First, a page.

The Vermont State School Nurses Association started planning for school reopening just two weeks after the pandemic hit. Each school had their own reopening committee that met weekly throughout the summer. Chamberlin redesigned the flow of traffic in the parking lot and created staggered drop-off and pickup times. The school also instituted temperature checks, screening questions and other safety measures. Students currently attend school in person four days per week. Farrell is hopeful that after April break students will get to spend the rest of the school year fully in person.

Chamberlin students on their way to school - CAT CUTILLO
  • Cat Cutillo
  • Chamberlin students on their way to school

"Everything has changed. There's really not any aspect of school that is the same," she said. This year, there are no assemblies, students eat in their classrooms instead of the cafeteria, and they must remain spaced out and in their homeroom pods during recess. Despite the new restrictions and the mask requirement, Farrell said students have shown resilience.

"They have risen to the challenge and are just glad to be in school," said Farrell. "It would bring tears to your eyes how well the kids are doing [with the changes]."

Farrell said the beginning of the school year is always a challenging time as she checks immunization records, goes over individual health care plans for kids and trains teachers on how to address their students' medical needs. Managing COVID-19 added to her already full plate.

"I would say September was the most stressed-out month I've probably ever had in my entire life," said Farrell. In the past, she would assess whether dehydration, hunger or stress might be causing a student's headache or stomachache and treat that first, but now she must immediately send them home.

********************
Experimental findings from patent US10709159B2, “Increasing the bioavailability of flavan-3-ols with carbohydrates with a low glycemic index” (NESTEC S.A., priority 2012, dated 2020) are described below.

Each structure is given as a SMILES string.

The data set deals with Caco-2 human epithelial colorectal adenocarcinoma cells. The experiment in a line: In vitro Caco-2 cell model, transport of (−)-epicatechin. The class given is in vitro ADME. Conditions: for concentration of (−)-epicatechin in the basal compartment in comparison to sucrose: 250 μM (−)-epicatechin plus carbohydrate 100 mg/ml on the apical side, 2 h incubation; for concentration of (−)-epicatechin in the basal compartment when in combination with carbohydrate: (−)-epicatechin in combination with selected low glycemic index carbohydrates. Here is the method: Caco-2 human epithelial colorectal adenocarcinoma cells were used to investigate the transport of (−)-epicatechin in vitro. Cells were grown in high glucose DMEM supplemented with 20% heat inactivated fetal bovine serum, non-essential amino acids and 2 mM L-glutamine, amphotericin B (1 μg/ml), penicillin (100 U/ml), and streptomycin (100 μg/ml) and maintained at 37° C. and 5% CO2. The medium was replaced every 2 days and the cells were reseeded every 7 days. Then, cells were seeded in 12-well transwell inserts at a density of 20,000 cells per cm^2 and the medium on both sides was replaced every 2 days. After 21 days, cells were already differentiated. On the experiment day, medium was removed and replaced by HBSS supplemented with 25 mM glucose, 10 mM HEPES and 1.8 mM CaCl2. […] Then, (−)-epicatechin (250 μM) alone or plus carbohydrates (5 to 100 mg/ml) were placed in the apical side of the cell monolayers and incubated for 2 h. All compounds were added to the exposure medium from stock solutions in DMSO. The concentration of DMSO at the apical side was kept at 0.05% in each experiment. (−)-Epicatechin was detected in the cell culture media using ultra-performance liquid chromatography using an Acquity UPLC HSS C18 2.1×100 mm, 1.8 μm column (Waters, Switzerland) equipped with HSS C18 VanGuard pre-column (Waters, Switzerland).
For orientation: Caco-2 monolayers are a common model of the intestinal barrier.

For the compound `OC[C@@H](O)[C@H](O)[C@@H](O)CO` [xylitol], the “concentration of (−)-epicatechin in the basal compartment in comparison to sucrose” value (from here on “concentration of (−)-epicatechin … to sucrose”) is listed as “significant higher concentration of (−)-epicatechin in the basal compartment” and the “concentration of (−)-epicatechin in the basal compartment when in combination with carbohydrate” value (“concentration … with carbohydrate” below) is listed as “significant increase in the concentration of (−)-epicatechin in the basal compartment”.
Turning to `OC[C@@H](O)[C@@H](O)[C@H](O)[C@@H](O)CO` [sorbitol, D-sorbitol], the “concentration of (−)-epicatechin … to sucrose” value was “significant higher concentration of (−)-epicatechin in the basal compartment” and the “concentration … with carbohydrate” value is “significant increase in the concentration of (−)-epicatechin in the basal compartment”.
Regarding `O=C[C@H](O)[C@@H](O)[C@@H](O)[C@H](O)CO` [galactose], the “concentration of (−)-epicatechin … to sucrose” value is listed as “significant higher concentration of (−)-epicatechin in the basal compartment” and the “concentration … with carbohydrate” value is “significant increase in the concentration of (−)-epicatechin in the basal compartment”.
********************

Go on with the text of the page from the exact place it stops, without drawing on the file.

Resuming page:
"I would normally try to get to the bottom of a stomachache because I want to keep kids in school. But it's very different this year," she said.

Farrell in her office - CAT CUTILLO
  • Cat Cutillo
  • Farrell in her office

Farrell said she is looking forward to the day when the school can gather in the gym again, especially for the Buzz, a talk show she cocreated and performs in with kindergarten teacher Christina Brown. Before the pandemic, the duo dressed up in bumblebee costumes, tap danced and led community-building activities such as game shows to introduce kids to new teachers. Their bee costumes were inspired by the Hive, the school's reward system that is displayed prominently in the lobby. By demonstrating respect, responsibility and safety, students earn pom-poms that represent honey cells, which translate to special celebrations such as Pajama Day.

"I miss the connections with the kids. I'm not allowed to hug them, so that's hard," she said.

But Farrell said the pandemic has had an upside. The school hasn't had a single reported case of strep throat or lice this year. It's also brought recognition to the school nursing profession.

"The job has never been [just] ice packs and Band-Aids, ever. It's always been this very dynamic job of doing a thousand different things," she said. "[The pandemic has] brought school nursing into the light [so] that the world can see what an important part of education we are. That's a really prideful thing for me."

Cutillo's child attends the Gertrude Chamberlin School.

This article was originally published in Seven Days' monthly parenting magazine, Kids VT.